Tinikling is certainly a folk tradition and folk dance. The dance is also performed at festivals.

Tinikling seems to be a part of Filipino culture for a very long time. And although it is a part of the history of colonization that the Philippines has endured, the tradition has seemed to be fully embraced and seen as something endearing and fun. It has been removed from the possible pain that the colonization has caused. Because the dance is flexible in its form, it can be done “formally” and traditionally through performances and yearly performances done at schools but it is also done at the homes in the Philippines or even right by the streets.

As my informant mentions, this dance is taught at many Filipino schools, it is well-known by many. The folk dance seems to be carried by pride, fun and even nostalgia. If this dance was not taught to someone in the Philippines, someone who does know could gladly teach it.

Seattle Autumn Harvest Festival Social

This story is from a Chinese-American friend from Seattle whose mother works for Microsoft. She is a first generation Chinese-American, with both her parents immigrating from China before she was born. The story is about her experience watching her mother dance in the Chinese dance troupe at a big social for the Asian community of Seattle to celebrate the Autumn Harvest Festival.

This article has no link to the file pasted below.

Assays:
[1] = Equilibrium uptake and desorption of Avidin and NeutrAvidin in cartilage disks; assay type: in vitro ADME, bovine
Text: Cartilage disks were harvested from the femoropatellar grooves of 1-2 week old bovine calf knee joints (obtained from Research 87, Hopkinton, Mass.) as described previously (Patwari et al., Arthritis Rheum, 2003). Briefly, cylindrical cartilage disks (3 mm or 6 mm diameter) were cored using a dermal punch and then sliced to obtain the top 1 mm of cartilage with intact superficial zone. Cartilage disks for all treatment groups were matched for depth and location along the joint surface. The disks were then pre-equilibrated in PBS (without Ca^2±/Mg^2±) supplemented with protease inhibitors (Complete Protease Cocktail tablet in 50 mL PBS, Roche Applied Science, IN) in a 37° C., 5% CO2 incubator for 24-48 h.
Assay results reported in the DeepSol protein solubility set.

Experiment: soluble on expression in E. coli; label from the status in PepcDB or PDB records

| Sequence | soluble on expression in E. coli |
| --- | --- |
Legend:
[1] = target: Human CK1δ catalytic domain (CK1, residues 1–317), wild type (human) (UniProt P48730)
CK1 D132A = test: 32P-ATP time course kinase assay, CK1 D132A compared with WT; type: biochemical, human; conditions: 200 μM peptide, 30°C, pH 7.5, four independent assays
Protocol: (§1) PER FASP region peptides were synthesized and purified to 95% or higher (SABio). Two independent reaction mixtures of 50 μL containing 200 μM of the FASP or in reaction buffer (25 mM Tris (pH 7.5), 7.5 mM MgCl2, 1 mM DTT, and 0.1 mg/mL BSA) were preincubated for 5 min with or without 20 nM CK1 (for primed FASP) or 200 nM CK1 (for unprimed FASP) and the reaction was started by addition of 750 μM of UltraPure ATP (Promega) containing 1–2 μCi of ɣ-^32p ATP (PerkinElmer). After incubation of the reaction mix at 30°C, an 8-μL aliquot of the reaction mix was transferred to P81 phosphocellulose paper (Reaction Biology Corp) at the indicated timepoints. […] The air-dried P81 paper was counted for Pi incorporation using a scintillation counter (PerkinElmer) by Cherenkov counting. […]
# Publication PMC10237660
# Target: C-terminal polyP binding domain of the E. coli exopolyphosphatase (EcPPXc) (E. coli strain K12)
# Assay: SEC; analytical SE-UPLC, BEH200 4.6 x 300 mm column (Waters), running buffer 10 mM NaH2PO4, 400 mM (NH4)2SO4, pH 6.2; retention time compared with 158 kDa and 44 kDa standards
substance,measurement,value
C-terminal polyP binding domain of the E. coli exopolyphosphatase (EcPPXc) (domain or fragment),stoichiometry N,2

“Every few times a year, my whole family attends my mother’s dance performance to be her biggest fans. Her dance troupe dances for Chinese festivals, from New Year’s celebration to the Autumn Harvest Festival. When it becomes 8 pm, the light shines on her dance troupe, and she shines the brightest with the prettiest face and prettiest embroidered dress. The performance is an accumulation of all of her love and passion for Chinese dance. She is a busy working mom, who barely has enough time to sleep, but she insists on tirelessly improving dancing because it is her passion.

My family would feel inclined to say that her dance performances are the magnum opus of these events, but my personal and secret favorite part in volunteering in the events. My mother has danced in these festivals for pretty much all my life. I have attended every single one! These festivals would take place in large rented out churches to multiple entire buildings, but they were filled in and out with celebrations of Chinese culture. There were many stages that held skits (I was forced to be part of some before), Chinese puppetry, and many booths that teach Chinese art. When I was younger, I was the one of the children who would run to every corner of the event, collecting every free stuff, getting the sickest face painting, and watch every skit that related to things I enjoyed. My parents weren’t able to keep up with my enthusiasm, so I ran around with my fellow friends.